34 million Americans care for older loved ones, 15 percent (roughly 340,000) of caregivers are long-distance. Long-distance caregivers are defined at least being an hour's drive from their loved ones. HealthinAging.org recently gathered some tips for the long-distance caregivers:
Gather all of your family members to discuss what each of your responsibilities will entail.
The designated primary caregiver can look at big picture and determine whether their loved ones is receiving enough care.
Everyone should take turns visiting and helping with chores.
Geriatric care managers are licensed social workers or nurses who specialize in the care of older people.
They are able to evaluate your loved one's needs and manage their required services.
If your loved one needs regular medical care, but is unable to visit their doctor's office, see if house call visits are available.
The power of attorney is the legally assigned person to make decisions on behalf of the older adult is she is unable to do so.
The power of attorney ensures that their decisions on finances, legal needs, and health care are considered.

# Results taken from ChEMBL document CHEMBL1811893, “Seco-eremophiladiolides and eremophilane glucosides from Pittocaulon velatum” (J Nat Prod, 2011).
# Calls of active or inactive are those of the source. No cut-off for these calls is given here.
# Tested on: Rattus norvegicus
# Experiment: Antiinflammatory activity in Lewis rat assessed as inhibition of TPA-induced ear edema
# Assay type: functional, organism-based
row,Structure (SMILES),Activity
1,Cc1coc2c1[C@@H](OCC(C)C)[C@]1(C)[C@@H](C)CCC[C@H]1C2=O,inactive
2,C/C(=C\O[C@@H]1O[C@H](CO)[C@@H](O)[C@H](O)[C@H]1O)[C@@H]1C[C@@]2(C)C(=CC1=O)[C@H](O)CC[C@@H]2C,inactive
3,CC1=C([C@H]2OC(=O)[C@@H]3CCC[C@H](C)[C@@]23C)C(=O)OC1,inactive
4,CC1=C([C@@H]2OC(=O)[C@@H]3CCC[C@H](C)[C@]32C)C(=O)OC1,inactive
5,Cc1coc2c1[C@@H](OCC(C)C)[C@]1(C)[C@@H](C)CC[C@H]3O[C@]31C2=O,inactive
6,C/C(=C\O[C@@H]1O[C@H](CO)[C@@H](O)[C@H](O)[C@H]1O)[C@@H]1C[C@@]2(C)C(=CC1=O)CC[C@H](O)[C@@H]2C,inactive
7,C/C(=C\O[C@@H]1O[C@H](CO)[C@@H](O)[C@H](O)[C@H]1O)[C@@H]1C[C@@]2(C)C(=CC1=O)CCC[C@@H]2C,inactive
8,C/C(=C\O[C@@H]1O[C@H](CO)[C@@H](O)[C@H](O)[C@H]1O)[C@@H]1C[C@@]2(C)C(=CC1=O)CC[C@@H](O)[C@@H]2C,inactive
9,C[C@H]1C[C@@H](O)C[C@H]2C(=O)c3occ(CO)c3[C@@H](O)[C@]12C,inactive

Any changes in managing daily activities, for example getting in and out of a chair or bed, should be reported to the caregivers and their healthcare provider.
Ask your loved one's neighbors, friends if they can keep an eye out for your relative. Also see if any local seniors groups are available at www.eldercare.gov or call 1-800-677-1116
Use anything that your loved one can use to contact a caregiver in the event of an accident.
The kitchen, refrigerator, freezer, and pantry should be double checked to ensure all the foods are not expired.
Caregiving at times can be quite demanding. But, long distance caregiving can present increased caregivers.
Comments will be approved before showing up.